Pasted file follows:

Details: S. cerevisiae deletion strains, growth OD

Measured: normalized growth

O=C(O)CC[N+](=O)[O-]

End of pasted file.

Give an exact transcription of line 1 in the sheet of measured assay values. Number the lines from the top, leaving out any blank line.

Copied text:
Details: S. cerevisiae deletion strains, growth OD